Domme Market

Being one of the fortified bastide towns, Domme stands high on a bluff overlooking the Dordogne. Our campsite is halfway up a similar hill. On a previous trip we had been very French and cycled up the long drag to Domme. (A true Frenchman really isn’t cycling unless going uphill.) Having done it once, we weren’t relishing a repeat performance but were unenthusiastic about driving the mere three miles. Enter our friendly Dutch neighbours armed with a detailed walking map of the area. It showed a back route linking our hill with the Domme hill without descending all the way into the intervening valley. Bravo!

The Dordogne from the belvedere at Domme Today was market day so off we set and a very pleasant route it turned out to be, too. Naturally, there was some up and down involved and we cycled triumphantly through the 13th century gate into Domme before dismounting for the very steep streets within the town walls. Both the town and the market exist for tourism now but it is well worth a look, nonetheless. There were yet more pyramid orchids at the belvedere overlooking the Dordogne and, today’s first ornithological spot, some sand martins whirling about nesting in the cliffs.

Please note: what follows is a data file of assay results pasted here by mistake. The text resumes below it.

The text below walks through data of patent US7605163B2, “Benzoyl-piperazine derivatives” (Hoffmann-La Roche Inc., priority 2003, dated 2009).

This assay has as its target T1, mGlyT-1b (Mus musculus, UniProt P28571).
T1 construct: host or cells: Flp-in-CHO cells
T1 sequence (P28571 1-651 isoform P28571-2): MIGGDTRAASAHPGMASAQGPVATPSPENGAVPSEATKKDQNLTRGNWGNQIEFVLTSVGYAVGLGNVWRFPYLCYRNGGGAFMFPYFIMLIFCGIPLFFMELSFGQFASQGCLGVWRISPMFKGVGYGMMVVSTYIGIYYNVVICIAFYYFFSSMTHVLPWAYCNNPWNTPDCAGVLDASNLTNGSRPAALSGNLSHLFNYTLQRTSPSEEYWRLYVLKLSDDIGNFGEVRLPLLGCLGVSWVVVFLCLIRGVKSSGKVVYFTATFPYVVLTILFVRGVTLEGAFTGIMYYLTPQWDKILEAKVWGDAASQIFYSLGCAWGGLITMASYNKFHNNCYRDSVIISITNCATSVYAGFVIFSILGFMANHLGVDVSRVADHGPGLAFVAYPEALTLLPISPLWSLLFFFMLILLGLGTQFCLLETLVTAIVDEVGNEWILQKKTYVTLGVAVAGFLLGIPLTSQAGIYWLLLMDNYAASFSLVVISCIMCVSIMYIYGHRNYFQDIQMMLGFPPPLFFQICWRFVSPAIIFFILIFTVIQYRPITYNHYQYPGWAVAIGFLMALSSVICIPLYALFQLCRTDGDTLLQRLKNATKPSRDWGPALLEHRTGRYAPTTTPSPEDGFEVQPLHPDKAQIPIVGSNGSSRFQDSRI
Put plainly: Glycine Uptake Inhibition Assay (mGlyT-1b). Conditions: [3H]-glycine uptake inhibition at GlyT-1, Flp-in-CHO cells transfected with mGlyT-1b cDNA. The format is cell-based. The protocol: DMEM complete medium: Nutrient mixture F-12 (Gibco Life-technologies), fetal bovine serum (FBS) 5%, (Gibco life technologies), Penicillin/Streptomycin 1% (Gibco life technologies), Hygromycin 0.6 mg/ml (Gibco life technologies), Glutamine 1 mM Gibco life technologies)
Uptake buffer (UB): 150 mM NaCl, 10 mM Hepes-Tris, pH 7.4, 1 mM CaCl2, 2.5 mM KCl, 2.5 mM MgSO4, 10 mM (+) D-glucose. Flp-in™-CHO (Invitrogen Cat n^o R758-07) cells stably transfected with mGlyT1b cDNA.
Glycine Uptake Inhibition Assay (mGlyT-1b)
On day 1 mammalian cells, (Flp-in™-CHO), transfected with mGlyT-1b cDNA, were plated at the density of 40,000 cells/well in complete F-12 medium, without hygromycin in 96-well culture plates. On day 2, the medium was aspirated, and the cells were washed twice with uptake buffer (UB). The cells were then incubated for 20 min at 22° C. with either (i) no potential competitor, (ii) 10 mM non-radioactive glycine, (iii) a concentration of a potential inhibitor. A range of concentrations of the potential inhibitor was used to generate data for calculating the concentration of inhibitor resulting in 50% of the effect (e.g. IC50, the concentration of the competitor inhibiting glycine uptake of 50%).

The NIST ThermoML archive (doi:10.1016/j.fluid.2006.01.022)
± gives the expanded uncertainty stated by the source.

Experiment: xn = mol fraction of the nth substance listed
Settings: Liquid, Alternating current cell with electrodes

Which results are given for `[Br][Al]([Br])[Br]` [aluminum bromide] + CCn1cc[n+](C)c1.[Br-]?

Vast quantities of wonderful fattening Perigord specialities at Domme market Had there been any asparagus on the market we would have bought some to grill for lunch but, alas, asparagus was there none. Both the market and permanent shops sell a lot of the Perigord specialities associated with raising ducks and geese for the fois gras, things like confit de canard (preserved duck legs), confit de gesiers (preserved gizzards) and bottled cassoulet au graisse d’oie (haricot beans and meat flavoured with goose fat); all delicious and all fattening. We resisted buying anything but a baguette for lunch.

Baby swallows in their nest Swallows were whirling around above the central square, in the middle of which stands an old wooden-framed hall which I took to be the old market hall. The swallows were flying in and out of the old hall between the supporting timbers. Sitting atop some of the beams were their mud nests with small swallow heads peering out waiting to be fed – painfully cute.

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